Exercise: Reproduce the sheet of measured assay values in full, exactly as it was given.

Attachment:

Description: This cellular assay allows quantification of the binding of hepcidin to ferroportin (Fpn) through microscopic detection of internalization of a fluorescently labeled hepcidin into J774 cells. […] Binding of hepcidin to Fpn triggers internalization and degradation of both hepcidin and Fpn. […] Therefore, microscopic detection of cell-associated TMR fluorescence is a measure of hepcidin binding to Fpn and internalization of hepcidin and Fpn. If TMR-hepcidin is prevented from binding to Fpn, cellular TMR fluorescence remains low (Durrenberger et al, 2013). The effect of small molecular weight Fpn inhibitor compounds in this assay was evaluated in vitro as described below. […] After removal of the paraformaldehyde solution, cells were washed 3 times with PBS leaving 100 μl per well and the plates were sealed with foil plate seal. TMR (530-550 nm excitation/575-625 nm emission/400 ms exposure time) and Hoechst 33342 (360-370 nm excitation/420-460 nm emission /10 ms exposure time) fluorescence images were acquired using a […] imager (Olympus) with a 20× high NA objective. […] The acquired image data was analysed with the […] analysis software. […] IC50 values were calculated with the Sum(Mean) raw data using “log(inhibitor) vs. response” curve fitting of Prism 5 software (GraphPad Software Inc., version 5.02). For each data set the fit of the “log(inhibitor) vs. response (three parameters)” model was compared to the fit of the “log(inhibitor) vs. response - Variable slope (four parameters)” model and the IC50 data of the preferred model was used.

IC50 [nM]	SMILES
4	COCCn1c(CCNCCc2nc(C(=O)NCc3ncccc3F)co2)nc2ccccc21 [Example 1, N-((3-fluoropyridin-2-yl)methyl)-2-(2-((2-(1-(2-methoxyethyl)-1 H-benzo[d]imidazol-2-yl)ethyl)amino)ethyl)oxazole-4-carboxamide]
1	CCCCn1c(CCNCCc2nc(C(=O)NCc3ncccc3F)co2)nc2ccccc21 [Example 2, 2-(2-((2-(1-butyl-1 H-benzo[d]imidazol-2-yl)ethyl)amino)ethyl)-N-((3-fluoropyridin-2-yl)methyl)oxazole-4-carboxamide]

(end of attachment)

Description: This cellular assay allows quantification of the binding of hepcidin to ferroportin (Fpn) through microscopic detection of internalization of a fluorescently labeled hepcidin into J774 cells. […] Binding of hepcidin to Fpn triggers internalization and degradation of both hepcidin and Fpn. […] Therefore, microscopic detection of cell-associated TMR fluorescence is a measure of hepcidin binding to Fpn and internalization of hepcidin and Fpn. If TMR-hepcidin is prevented from binding to Fpn, cellular TMR fluorescence remains low (Durrenberger et al, 2013). The effect of small molecular weight Fpn inhibitor compounds in this assay was evaluated in vitro as described below. […] After removal of the paraformaldehyde solution, cells were washed 3 times with PBS leaving 100 μl per well and the plates were sealed with foil plate seal. TMR (530-550 nm excitation/575-625 nm emission/400 ms exposure time) and Hoechst 33342 (360-370 nm excitation/420-460 nm emission /10 ms exposure time) fluorescence images were acquired using a […] imager (Olympus) with a 20× high NA objective. […] The acquired image data was analysed with the […] analysis software. […] IC50 values were calculated with the Sum(Mean) raw data using “log(inhibitor) vs. response” curve fitting of Prism 5 software (GraphPad Software Inc., version 5.02). For each data set the fit of the “log(inhibitor) vs. response (three parameters)” model was compared to the fit of the “log(inhibitor) vs. response - Variable slope (four parameters)” model and the IC50 data of the preferred model was used.

IC50 [nM]	SMILES
4	COCCn1c(CCNCCc2nc(C(=O)NCc3ncccc3F)co2)nc2ccccc21 [Example 1, N-((3-fluoropyridin-2-yl)methyl)-2-(2-((2-(1-(2-methoxyethyl)-1 H-benzo[d]imidazol-2-yl)ethyl)amino)ethyl)oxazole-4-carboxamide]
1	CCCCn1c(CCNCCc2nc(C(=O)NCc3ncccc3F)co2)nc2ccccc21 [Example 2, 2-(2-((2-(1-butyl-1 H-benzo[d]imidazol-2-yl)ethyl)amino)ethyl)-N-((3-fluoropyridin-2-yl)methyl)oxazole-4-carboxamide]